By Bill Marx “Boston is adrift in the brave new competition among big American cities vying for tourist dollars.” Maureen Dezell, WBUR Maureen made that charge back in July 2006 in an article that turned out to be one of the last posts on the late WBUR Arts Online. Now that the quote, along with […]
by Bill Marx A recent study in Editor & Publisher delivers the lowdown; with its circulation down about 20% in four years, The Boston Globe is in free fall. Two major investors in The New York Times, which owns the Globe, are “challenging the company’s investment decisions, including its commitment to the struggling newspaper industry […]
By Caldwell Titcomb Stephen Sondheim has written the music and lyrics of at least a half dozen of the twentieth century’s greatest works for the musical theater. One of them is – to provide its full title – Sweeney Todd: The Demon Barber of Fleet Street. It has now been turned into a movie, which […]
The Hub Review features a perceptively waspish consideration of Pauline Kael’s unhealthy influence on film reviewers, taking scathing aim at a couple of her jittery heirs, A.O. Scott of the NYTimes and Ty Burr of the Boston Globe. I particularly like Tom Garvey’s concluding paragraph: But if the Paulettes have all repudiated their maker, where’s her baleful […]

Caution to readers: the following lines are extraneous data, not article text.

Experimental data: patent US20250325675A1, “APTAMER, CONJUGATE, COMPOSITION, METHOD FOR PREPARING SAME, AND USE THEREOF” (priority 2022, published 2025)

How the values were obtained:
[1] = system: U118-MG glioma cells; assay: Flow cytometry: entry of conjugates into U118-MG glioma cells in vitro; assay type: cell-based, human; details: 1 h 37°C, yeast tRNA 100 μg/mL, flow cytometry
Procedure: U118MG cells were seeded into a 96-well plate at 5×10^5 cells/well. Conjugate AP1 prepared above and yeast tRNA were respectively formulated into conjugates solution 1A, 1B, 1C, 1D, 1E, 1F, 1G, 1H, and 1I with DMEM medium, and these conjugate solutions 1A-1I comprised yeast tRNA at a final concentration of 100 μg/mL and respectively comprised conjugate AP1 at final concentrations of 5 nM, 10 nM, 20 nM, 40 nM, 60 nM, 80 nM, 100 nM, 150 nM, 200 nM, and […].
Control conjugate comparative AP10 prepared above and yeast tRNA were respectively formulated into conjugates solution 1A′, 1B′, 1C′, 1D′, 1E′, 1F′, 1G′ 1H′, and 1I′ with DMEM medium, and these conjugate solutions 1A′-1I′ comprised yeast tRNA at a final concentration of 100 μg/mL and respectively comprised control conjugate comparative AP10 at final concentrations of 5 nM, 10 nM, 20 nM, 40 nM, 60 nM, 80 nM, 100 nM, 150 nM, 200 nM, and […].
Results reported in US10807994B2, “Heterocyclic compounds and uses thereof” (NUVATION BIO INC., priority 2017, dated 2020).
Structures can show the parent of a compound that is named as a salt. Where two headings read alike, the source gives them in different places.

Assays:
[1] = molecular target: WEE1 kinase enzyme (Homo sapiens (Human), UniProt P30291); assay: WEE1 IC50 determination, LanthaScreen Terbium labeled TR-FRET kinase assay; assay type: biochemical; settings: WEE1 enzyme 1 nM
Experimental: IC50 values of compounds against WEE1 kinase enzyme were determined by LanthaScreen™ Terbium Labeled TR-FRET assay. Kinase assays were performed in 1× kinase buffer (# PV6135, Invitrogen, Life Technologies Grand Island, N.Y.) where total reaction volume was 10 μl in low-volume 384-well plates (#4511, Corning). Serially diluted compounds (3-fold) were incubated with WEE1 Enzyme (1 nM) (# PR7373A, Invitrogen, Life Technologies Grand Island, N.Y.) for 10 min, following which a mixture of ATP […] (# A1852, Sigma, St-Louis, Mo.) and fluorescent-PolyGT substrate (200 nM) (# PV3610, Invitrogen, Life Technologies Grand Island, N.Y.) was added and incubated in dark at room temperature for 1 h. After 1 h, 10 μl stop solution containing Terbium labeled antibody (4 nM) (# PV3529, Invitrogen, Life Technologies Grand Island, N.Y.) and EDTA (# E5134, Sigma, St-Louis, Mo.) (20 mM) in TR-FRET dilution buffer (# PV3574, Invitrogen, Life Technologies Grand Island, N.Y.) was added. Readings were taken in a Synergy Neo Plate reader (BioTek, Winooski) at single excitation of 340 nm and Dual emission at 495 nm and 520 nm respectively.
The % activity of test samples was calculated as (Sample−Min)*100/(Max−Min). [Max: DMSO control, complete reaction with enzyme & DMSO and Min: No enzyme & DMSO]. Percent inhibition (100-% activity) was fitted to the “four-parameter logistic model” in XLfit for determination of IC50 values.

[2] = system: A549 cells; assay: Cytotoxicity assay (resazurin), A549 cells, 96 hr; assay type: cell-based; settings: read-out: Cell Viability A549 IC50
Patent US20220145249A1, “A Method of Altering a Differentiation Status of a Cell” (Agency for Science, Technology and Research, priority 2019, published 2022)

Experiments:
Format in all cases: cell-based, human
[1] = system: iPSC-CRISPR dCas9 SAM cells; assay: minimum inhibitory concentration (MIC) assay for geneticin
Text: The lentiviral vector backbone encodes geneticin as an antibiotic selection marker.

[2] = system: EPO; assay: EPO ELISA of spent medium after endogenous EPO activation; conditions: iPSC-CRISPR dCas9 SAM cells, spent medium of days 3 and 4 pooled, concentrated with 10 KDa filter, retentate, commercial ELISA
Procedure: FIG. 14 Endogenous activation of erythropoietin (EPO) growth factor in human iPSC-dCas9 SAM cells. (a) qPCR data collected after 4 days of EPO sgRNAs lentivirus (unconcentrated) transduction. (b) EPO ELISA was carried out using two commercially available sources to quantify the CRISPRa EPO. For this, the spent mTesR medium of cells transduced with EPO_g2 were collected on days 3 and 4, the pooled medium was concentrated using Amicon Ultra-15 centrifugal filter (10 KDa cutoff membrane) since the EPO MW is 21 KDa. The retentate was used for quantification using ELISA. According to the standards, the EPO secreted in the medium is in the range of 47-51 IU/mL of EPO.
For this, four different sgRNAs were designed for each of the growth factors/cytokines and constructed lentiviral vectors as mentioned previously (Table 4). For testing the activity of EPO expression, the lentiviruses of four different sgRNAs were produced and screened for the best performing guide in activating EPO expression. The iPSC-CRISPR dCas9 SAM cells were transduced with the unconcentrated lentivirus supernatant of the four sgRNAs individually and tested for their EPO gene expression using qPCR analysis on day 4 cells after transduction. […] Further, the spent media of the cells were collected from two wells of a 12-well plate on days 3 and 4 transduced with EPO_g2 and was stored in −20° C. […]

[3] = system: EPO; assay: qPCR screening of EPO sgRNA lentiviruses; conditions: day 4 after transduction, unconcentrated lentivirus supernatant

French actor Gaspard Ulliel stars in a surprisingly classy prequel in the Hannibal Lecter saga. By Betsy Sherman Considering that the road from the 1991 movie “The Silence of the Lambs” to “Hannibal Rising” consists of a dreadfully over-the-top sequel (the 2001 “Hannibal”) and a decent remake (the 2002 “Red Dragon,” from a novel which […]
From gophers, “Ghostbusters” and groundhogs to “Broken Flowers” and beyond, Murray evolves into something much more meaningful.
By Adrienne LaFrance Before you say “I told you so,” let me explain. I wasn’t expecting Annie Hall. I thought Because I Said So might be likable in a Something’s Gotta Give kind of way. I was wrong. Diane Keaton’s latest star vehicle is an empty vessel of a romantic comedy, pieced together by poorly […]
By Salima Appiah-Kubi Moulin Rogue hinted at it. Hedwig and the Angry Inch made it cool. Everyone Says I Love You nearly killed it. This month’s release Mel Brooks’ movie-turned –musical-turned movie musical, The Producers, has made it official. Ladies and gentlemen, we are now entering the second age of the movie musical.
Perhaps the best way to review this wild satiric film is to get inside the head of Borat, the lead character: Jagshemash! Borat number one in U. S. and A. box office! High Five! Ingredients for make good movie, show racist Americans how stupid they are: find first really smart British/Jewish comedian; add naïve foreigner; […]
Those looking to expand their horizons on art and narrative should make the time for Cleophas and His Own: A North Atlantic Tragedy, a very (nearly three hours) long but equally rewarding debut from director Michael Maglaras, who also stars in the film. By Adrienne LaFrance Cleophas and His Own is the recitation of a […]